And those are from friends, dread to think what enemies might be like. :0)
 
 
#
goldenayr
2014-02-08 23:54

Admin.
The mainstream media have now blocked all pro Indy posts.


Time for an advert….?
 
 
#
Independista
2014-02-08 23:54

Did John Swinney and Michael Russell’s speeches get top billing on BBC ‘national’ and ‘regional’ news throughout the UK?
I think not, and I reckon the Scottish Government should be asking questions, as to why we- the Scottish taxpayers should be funding such highly controversial and anti independence rallies.
Will GCU now host a similar event for Alex Salmond at Hampden Park?
 
 
#
wee e
2014-02-09 00:16

I don’t understand this.
Getting a politician to the University to make a speech to the students about a proposed economic policy, and to take their questions — that I can understand. Its educational value is clear; and it’s also clearly contributing to the university community of ideas, if you like — and particularly of interest to students of economics, I would’ve thought.

But Cameron’s speech was a London press conference staged for an audience that as far as I can gather seems to have consisted of the (London) media; and it conspicuously was not about a strategy of any social or economic policy for the country (either UK or Scotland) : instead it was part and parcel of a purely partisan political strategy, designed to urge partisans of the unionist cause to follow a specific tactic.

How does these exhortations, addressed to the rUK via the media contribute to the education of the Students of Glasgow Cally, who can’t even ask questions?
 
 
#
rabkae
2014-02-09 00:32

Well done GCU. Opportunities for Cameron to boost the numbers of those intending to vote Yes are to be welcomed. More please.
 
 
#
New_Dave
2014-02-09 00:50

Anybody viewing Cameron’s speech (without knowing the background) will almost certainly believe (because of the logo) that he delivered it at Glasgow Caledonian University and with their approval of the content.

Major error of judgement by a publicly funded institution. Heads should roll.
 
 
#
Leswil
2014-02-09 08:51

Ms Gillies must be reasonably thick with Cameron to be accompanying him.I would like to know if Gillies asked to be there or was invited.

There is unfortunately a large number of committed Unionists in high positions across the University system, some are Scottish, very many are not.This gives some indication of their likely allegiances.
 
 
#
Breeks
2014-02-09 10:19

I might plead a special case for all universities. We have free education in Scotland, but funding for research and development is a game where you can’t afford to pick and choose who your friends are. For that reason alone, I wouldn’t expect any University to stick its neck out and pick a side.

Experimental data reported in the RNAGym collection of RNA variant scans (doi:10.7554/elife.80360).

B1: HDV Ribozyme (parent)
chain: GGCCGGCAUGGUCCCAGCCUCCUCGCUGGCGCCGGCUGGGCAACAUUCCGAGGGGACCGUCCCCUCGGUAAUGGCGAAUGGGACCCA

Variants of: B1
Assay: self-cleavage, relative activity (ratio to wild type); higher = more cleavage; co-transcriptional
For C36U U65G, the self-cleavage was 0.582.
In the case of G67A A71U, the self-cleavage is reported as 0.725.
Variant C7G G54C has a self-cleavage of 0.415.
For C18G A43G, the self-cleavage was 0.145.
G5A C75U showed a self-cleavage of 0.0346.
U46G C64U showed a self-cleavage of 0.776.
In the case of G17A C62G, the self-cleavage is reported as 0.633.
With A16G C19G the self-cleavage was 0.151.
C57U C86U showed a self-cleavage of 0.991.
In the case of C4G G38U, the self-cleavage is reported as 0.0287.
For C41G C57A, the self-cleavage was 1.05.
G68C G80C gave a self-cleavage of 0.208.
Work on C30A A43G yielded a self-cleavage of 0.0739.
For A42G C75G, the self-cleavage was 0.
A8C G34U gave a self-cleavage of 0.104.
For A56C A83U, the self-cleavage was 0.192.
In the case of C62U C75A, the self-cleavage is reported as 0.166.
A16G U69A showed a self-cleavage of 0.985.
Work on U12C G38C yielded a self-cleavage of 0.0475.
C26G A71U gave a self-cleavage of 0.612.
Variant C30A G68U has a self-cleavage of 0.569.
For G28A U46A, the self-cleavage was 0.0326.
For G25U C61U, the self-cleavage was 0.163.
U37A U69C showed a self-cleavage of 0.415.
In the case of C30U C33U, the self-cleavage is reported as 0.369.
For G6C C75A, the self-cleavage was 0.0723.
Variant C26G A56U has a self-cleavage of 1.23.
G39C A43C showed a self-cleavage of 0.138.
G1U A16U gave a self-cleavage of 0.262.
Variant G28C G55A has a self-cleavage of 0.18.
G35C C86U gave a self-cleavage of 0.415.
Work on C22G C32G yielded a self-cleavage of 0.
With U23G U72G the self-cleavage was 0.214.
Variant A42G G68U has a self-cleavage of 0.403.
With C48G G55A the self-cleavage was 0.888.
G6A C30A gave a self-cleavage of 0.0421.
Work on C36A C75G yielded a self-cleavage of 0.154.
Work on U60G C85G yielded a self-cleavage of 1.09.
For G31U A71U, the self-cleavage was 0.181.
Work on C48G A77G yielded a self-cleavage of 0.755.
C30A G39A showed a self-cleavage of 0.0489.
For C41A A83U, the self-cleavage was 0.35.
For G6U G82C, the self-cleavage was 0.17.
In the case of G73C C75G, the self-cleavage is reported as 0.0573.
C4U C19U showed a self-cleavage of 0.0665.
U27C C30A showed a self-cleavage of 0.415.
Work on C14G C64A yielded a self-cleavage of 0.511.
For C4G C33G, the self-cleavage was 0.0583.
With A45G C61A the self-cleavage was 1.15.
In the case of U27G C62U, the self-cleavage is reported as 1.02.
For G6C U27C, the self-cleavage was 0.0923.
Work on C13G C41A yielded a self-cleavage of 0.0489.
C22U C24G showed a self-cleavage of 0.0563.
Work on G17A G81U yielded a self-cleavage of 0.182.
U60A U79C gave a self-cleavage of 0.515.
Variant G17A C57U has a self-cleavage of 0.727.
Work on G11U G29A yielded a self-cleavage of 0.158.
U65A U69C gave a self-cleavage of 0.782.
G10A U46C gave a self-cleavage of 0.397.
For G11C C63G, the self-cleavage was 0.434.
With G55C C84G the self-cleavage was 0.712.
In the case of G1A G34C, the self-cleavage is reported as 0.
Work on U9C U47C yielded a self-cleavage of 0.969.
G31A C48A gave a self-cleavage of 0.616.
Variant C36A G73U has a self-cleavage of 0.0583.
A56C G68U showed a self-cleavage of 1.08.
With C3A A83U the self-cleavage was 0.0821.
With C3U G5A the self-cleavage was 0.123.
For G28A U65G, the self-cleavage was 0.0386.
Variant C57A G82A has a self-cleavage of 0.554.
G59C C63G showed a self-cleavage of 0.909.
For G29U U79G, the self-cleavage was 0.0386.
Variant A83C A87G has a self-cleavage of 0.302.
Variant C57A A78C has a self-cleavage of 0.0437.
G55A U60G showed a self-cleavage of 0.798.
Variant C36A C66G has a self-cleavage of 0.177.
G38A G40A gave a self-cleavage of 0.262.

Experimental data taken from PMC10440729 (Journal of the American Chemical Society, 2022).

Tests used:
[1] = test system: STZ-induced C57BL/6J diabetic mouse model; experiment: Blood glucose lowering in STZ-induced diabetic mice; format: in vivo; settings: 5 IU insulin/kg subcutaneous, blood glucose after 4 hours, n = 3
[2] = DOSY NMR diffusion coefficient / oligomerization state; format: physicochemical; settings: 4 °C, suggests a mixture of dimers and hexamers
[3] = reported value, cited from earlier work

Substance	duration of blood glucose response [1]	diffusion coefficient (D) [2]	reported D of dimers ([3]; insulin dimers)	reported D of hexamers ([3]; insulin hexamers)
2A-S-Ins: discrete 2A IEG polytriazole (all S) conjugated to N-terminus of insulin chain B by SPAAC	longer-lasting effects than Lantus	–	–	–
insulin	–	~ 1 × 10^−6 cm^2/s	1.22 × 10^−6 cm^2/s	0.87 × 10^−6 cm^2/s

GCU on the lectern is curious I admit, but a ringing endorsement for Unionism I am pretty sure it is not.
 
 
#
gordonschofield
2014-02-09 12:56

The Scottish Funding Council, and indeed Scottish Government, needs to start asking serious questions about what is going on within this University. Unless Alex Salmond is scheduled to appear on GCU campus in the near-future, the ‘Global Leadership series’ excuse won’t wash. Indeed, given the absence of any mention of it on the University website, it seems likely it’s been concocted at the last minute once the Press Office grasped the magnitude of this mistake.

Who made the decision to co-host the event and what was the precise involvement of various schools and departments within the University? In addition to Principal Gillies, other senior staff were there. For instance, GSBS Executive Dean John Wilson (Further information here: tinyurl.com/lu5wklb) was visible on Channel 4’s reporting of the speech.
 
 
#
weegie38
2014-02-09 14:00

Professor Pamela Gillies BSc PGCE Med MMedSci PhD FRSA FFPH AcSS Hon FRCPS has an interesting relationship with GCU students and staff, it seems:

archive.is/6AeFS

Yes, that’s her full list of titles and qualifications – though IMO anyone who lists a PGCE is just desperate for attention.
 
 
#
Marian
2014-02-09 19:24

Scottish Universities are in competition for Research and development funding with universities in rUK and elsewhere in Europe and I know for a fact that some R&D; professorial staff are sceptical that they can continue to obtain the same level of funding in an independent Scotland.

The “Scotland’s Future” document does not give them the re-assurances they would like so I regret that they are more likely to vote NO than YES.

A detailed statement from the Scottish Government giving stronger re-assurances would be a very good idea and much appreciated.
 
 
#
tartanfever
2014-02-09 22:04

That may very well be the case Marian, and if so, the universities should make their concerns public.

This however, was not that. This was a blatantly political step to literally provide the Prime Minister with a platform. I’ve not seen or heard any interview with the GCU or it’s vice-principal questioning the Scottish Government on R&D; funding, nor did I hear Cameron ask those very same questions.

Maybe at the same time that GCU do eventually ask those questions, they could tell us whether or not the support full tuition fees ?